SB 54 Repeals PIP, Requires BI Coverage,
Creates Best Practice Standards for Claim Handling
The Senate Committee on Banking and Insurance, chaired by Senator Jim Boyd (R-Bradenton) today passed Senate Bill 54, Motor Vehicle Insurance, by Senator Danny Burgess (R-Zephyrhills). The legislation repeals Florida’s current Motor Vehicle No-Fault Law, which requires drivers to carry personal injury protection coverage, instead requiring that drivers carry bodily injury liability coverage. The bill also creates best practice standards for handling motor vehicle insurance claims.
“For everyone’s protection, drivers must be insured at sufficient levels. Our goal is to lower the number of uninsured and underinsured drivers and provide a greater safety net in the event of an accident,” said Senate President Wilton Simpson (R-Trilby).
“Florida’s No-Fault Law has failed to significantly reduce litigation. Meanwhile, the cost of PIP remains high, when compared to the benefits it provides,” said Senator Burgess. “Senate Bill 54 transforms this ineffective and outdated insurance structure, which we believe will lead to a more stable insurance market and better outcomes for insured Floridians when they face the unfortunate and in some cases tragic circumstance of being involved an a serious vehicle accident.”
Repeals No-Fault, Requires Bodily Injury Liability Coverage
SB 54 repeals the Florida Motor Vehicle No-Fault Law (No-Fault Law), which requires every owner and registrant of a motor vehicle in this state to maintain Personal Injury Protection (PIP) coverage. The bill enacts financial responsibility requirements for liability for motor vehicle ownership or operation, as follows:
- For bodily injury (BI) or death of one person in any one crash, $25,000, and
- Subject to that limit for one person, $50,000 for BI or death of two or more people in any one crash.
- Retains the existing $10,000 financial responsibility requirement for property damage.
- Revises required coverage amounts for garage liability and commercial motor vehicle insurance, and increases the cash deposit amount required for a certificate of self-insurance establishing financial responsibility for owners and operators of motor vehicles that are not for-hire vehicles.
- Repealing the No-Fault Law eliminates the limitations on recovering pain and suffering damages from PIP insureds, which currently require bodily injury that causes death or significant and permanent injury.
Requires Medical Payments Coverage
SB 54 requires insurers to offer medical payments coverage (MedPay) with limits of $5,000 or $10,000 to cover medical expenses of the insured. Insurers may also offer other policy limits that exceed $5,000, and may offer deductibles of up to $500. The bill requires that insurers must reserve $5,000 of MedPay benefits for 30 days to pay physicians or dentists who provide emergency services and care or who provide hospital inpatient care.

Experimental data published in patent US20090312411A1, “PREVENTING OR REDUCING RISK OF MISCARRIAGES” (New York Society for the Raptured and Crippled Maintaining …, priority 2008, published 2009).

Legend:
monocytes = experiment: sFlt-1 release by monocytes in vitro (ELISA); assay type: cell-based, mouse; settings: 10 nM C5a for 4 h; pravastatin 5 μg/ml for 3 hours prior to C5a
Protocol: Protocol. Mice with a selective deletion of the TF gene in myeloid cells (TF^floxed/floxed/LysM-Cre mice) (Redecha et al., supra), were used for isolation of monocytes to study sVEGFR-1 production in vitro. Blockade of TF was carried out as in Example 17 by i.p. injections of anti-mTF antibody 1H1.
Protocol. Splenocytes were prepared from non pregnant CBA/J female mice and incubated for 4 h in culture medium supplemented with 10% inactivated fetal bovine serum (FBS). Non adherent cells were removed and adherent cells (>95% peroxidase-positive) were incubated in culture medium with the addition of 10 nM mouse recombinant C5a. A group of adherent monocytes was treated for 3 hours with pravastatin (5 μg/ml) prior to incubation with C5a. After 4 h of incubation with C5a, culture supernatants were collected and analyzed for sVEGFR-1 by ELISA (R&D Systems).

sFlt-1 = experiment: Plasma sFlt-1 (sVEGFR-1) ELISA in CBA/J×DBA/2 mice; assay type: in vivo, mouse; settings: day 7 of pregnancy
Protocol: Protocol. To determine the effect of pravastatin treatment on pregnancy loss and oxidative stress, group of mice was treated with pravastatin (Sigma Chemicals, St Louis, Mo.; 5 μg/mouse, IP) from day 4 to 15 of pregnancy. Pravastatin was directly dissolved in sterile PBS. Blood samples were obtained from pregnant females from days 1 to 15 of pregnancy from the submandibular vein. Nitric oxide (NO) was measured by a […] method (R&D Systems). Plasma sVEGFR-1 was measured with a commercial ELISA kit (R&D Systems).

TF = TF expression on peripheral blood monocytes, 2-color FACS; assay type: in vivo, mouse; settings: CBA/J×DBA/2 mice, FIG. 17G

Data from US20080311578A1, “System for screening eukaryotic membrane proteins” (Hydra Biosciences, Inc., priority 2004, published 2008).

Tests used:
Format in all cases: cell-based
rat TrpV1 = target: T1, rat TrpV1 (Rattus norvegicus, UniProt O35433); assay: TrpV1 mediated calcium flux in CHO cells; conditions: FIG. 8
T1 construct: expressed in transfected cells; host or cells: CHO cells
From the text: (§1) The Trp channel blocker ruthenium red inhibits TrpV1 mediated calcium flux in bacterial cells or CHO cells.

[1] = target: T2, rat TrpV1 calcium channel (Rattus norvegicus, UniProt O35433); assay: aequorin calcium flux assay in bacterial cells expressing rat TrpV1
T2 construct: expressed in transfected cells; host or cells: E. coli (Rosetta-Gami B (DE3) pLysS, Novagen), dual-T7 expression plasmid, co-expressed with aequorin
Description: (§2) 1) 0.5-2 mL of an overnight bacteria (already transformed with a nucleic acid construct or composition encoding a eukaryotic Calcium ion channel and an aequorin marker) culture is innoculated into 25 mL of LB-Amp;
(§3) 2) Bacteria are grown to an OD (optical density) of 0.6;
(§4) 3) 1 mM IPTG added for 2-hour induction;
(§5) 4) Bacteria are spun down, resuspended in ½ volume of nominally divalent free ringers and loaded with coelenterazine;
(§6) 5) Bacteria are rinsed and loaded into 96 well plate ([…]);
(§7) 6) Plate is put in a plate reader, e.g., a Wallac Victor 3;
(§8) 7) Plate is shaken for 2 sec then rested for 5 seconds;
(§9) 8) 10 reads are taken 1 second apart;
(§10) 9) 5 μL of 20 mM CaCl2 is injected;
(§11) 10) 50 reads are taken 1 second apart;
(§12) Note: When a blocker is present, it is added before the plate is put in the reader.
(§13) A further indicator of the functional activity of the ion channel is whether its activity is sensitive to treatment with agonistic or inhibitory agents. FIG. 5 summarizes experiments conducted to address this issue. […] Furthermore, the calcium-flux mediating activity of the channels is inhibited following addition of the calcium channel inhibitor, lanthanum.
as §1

Creates Best Practice Standards for Claim Handling
SB 54 creates a new framework to govern all third-party bad faith actions for failure to settle related to motor vehicle insurance. The bill requires insurers to follow claims handling best practices standards based on long-established good faith duties related to claim handling, claim investigation, defense of the insured, and settlement negotiations.
The bill establishes that it is a condition precedent to bringing a third-party bad faith failure to settle action that the claimant serve a demand for settlement. The demand must:
- Identify the date and location of the loss, the claimant, and insured.
- State the legal and factual basis of the claim.
- Detail the claimant’s injuries, medical treatment, and the amount of current and reasonably anticipated future damages.
- Demand a settlement amount, which may not exceed the insured’s policy limit.
- Release, if accepted, the insured from any further liability.
- Not provide conditions on the settlement other than payment of the demand and the ability of the claimant to take an examination under oath of the insured.
The bill allows the third-party bad faith claimant to condition the demand for settlement on taking a two hour examination under oath (EUO) of the insured limited to discovering recoverable assets. The bad faith claimant may withdraw the demand for settlement after the EUO. If the insured refuses to submit to the EUO, the insurer may tender policy limits without obtaining a release of the insured and may not be held liable if there is an excess judgment against the insured.
The bill provides that in a third-party action for bad faith failure to settle the insurer is not liable for bad faith if the insurer tenders policy limits within 30 days of receiving a demand for settlement.
Allows for Named Driver Exclusions
SB 54 authorizes the exclusion of a specifically named individual from specified insurance coverages under a private passenger motor vehicle policy, with the written consent of the policyholder.
For more information, please visit www.FLSenate.gov.